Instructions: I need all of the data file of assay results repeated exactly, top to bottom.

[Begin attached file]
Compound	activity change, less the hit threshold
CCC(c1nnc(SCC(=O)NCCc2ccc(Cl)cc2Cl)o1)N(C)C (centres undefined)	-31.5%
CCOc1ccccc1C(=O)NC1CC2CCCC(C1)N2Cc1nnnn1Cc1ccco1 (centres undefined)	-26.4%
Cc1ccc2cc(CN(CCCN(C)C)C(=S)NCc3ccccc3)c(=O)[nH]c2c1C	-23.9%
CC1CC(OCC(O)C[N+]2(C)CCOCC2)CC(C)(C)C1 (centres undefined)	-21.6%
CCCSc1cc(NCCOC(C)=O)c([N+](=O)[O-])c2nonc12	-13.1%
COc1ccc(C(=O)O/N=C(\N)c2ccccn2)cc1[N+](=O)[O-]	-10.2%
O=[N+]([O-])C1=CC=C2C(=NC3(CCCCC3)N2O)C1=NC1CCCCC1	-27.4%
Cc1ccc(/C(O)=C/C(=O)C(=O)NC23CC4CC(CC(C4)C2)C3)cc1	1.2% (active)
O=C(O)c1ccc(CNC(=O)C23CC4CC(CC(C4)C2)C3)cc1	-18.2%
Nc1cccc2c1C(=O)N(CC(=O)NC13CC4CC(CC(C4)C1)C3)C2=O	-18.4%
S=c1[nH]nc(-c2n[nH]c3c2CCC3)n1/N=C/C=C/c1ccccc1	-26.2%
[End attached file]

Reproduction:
Compound	activity change, less the hit threshold
CCC(c1nnc(SCC(=O)NCCc2ccc(Cl)cc2Cl)o1)N(C)C (centres undefined)	-31.5%
CCOc1ccccc1C(=O)NC1CC2CCCC(C1)N2Cc1nnnn1Cc1ccco1 (centres undefined)	-26.4%
Cc1ccc2cc(CN(CCCN(C)C)C(=S)NCc3ccccc3)c(=O)[nH]c2c1C	-23.9%
CC1CC(OCC(O)C[N+]2(C)CCOCC2)CC(C)(C)C1 (centres undefined)	-21.6%
CCCSc1cc(NCCOC(C)=O)c([N+](=O)[O-])c2nonc12	-13.1%
COc1ccc(C(=O)O/N=C(\N)c2ccccn2)cc1[N+](=O)[O-]	-10.2%
O=[N+]([O-])C1=CC=C2C(=NC3(CCCCC3)N2O)C1=NC1CCCCC1	-27.4%
Cc1ccc(/C(O)=C/C(=O)C(=O)NC23CC4CC(CC(C4)C2)C3)cc1	1.2% (active)
O=C(O)c1ccc(CNC(=O)C23CC4CC(CC(C4)C2)C3)cc1	-18.2%
Nc1cccc2c1C(=O)N(CC(=O)NC13CC4CC(CC(C4)C1)C3)C2=O	-18.4%
S=c1[nH]nc(-c2n[nH]c3c2CCC3)n1/N=C/C=C/c1ccccc1	-26.2%